It went 40-15. And for the first time in four years, it didn’t win the National Association of Intercollegiate Athletics (NAIA) World Series.
“Last year was my first taste of real losing,” said the former Jackson High School athlete. “We didn’t have a lot of good chemistry (on the team).”
First taste of real losing? In college? No, in his life.
Imagine winning nearly 73 percent of your games and feeling bad about it.
“We took that to heart,” said Emsley-Pai, a 21-year-old junior at the Lewiston, Idaho, college.
Did they ever.
Through the first 46 games this season, the Warriors — the No.1-ranked team in the NAIA — are 43-3 and riding a 12-game winning streak.
They have five regular season games remaining, including Friday and Saturday contests at Seattle University, before the double-elimination World Series which they will host May 28 through June 4. They’ll be seeking their 17th NAIA championship.
Winning is as old hat to Emsley-Pai as making money is to Warren Buffett.
During a three-year stretch as a teenager, he was on an elite team called the Seattle Stars that won four national championships. His 14-year-old team compiled a record of 105-6.
His Jackson High School team went 27-0 and won the Class 4A State tournament his junior year after a third-place finish the year before.
Then in his one and only season at the University of Texas, in which he appeared in 14 games as a catcher, the Longhorns won 39 games and captured the Big 12 Conference Tournament.
It’s no wonder that he was disappointed with the way his first season at L-C State turned out.
A year without a national title or at least a serious run at it is something the Warriors aren’t used to.
“It’s pretty much what we aim for every year,” he said. “We play every game like it’s the championship game of the World Series.”
He had even bigger things in mind when he entered the University of Texas — like a College World Series title. But things didn’t work out as he had hoped.
He got off to a rough start, not arriving at UT until January because of a back injury. Then he said he didn’t feel “totally welcome.”
“It was like, ‘Who’s the new guy?’ I didn’t feel like it was the right fit for me.”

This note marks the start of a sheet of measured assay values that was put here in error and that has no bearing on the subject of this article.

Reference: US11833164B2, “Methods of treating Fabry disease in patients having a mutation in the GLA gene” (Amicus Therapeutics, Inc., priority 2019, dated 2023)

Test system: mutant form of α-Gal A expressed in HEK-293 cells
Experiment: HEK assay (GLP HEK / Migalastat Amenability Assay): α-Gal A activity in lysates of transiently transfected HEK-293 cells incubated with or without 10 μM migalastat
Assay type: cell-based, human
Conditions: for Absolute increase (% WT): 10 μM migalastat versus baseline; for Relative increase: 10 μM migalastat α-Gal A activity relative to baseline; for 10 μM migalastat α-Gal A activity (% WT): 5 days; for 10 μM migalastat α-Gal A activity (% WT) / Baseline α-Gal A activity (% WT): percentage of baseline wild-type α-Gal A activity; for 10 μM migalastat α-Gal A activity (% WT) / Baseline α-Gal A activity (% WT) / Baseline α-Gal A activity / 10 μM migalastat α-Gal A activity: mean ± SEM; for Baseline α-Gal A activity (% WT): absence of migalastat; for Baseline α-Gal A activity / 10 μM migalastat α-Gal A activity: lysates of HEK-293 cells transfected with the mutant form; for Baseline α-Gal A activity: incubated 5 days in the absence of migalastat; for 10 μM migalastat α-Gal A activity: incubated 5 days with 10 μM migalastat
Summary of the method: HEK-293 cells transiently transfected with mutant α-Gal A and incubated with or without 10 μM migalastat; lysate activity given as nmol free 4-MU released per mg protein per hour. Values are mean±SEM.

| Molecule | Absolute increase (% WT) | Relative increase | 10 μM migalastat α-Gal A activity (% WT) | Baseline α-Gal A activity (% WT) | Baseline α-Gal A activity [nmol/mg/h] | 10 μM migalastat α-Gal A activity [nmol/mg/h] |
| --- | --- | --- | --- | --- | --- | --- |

He knew of a place that was the right fit. L-C State is nationally recognized for its baseball program because of one man: head coach Ed Cheff.
A no-nonsense guy with a fundamental approach to the game, Cheff is in his 34th year as the Warrior coach and the worst record he’s ever posted was 41-24. His teams have averaged 50 wins a year, including back-to-back squads that won 58 games apiece in 2007 and 2008. Those teams were also national champions.
Emsley-Pai was very familiar with the L-C State program, having played for 11 years (from the age of 7 through 18) in summer league baseball for one of Cheff’s former players, Ray Atkinson, the coach of those Seattle Stars teams which were so successful.
Some of what Cheff represents rubbed off on his pupil. “Ray Atkinson took a lot of characteristics of Ed Cheff,” Emsley-Pai said.
So he knew what he was getting into when he enrolled at L-C State a year ago. “Cheff is by far the toughest coach I’ve ever had,” he said. “He can get really intense and I like that. I don’t like a Sunday stroll. He wants every pitch, every out to be like the championship of the World Series.”
Another thing he likes about Cheff: Everyone’s treated the same. Which was not the feeling he got during his brief time at Texas. “I didn’t like the fact that some guys were getting away with stuff,” he said.
Cheff is such a stickler for detail that he’s been known to yank a player from the game after he popped out with a runner in scoring position. Emsley-Pai knows from first-hand experience. He was the guy who got benched.
One time Cheff pulled eight starters when they failed to hit to the opposite field — which was the game plan. “It’s pretty much his way or the highway,” Emsley-Pai said. “It makes sense if you think about it.”
The former Jackson all-stater has benefitted from Cheff’s demanding style of play. He’s batting .351 with a .516 on-base percentage, second highest on the team.
“He’s made me a tougher human being,” Emsley-Pai said. “We go through practice like no one else would. If you’re not willing to put your body on the line, you’re not going to last here. The toughest survive in this program.”
He’s not only survived, he’s thrived in the Warrior program, which includes a bout of boxing for conditioning. He got his nose broken last year. “They called it a draw,” he said, laughing.
As the starting catcher, he has won the trust of his head coach to call the pitches in a game. But that’s nothing new for him. As a 13- and 14-year-old, he was calling the pitches for the Seattle Stars.
“He had a better feel for the game than we did, a better control of the pitchers than we did as coaches,” Atkinson said. “Not to say we were terrible coaches, he just did it better.”
What’s most important is that his pitchers respect him. “He’s the ideal guy you’d like to have catching for you as far as the mental part of the game,” Cheff said. “He’s a really good catch and throw guy too.”
Emsley-Pai has had to deal with some tightness in his back this year, which knocked him out of action for a while, but Cheff says he’s “got a handle on that and he’s healthier than he’s been since he got here.”
A switch-hitter with the patience to wait for his pitch, he leads the team in walks (24) and is among the club’s leaders in being hit by pitches (9).
Cheff is big on batters having the stuff to take a pitch in the ribs. “If we move just a little bit, he’ll call time and yank us right out of the game,” Emsley-Pai said. “Small stuff. He’s all about perfection.”
A pitch to the ribs, a punch to the nose.
“You’ve got to like the guy,” Cheff said. “He’s a tough kid.”
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